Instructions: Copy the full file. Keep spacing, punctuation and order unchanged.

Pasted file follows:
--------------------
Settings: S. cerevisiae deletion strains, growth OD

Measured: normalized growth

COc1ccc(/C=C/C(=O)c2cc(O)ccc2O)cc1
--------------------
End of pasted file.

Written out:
Settings: S. cerevisiae deletion strains, growth OD

Measured: normalized growth

COc1ccc(/C=C/C(=O)c2cc(O)ccc2O)cc1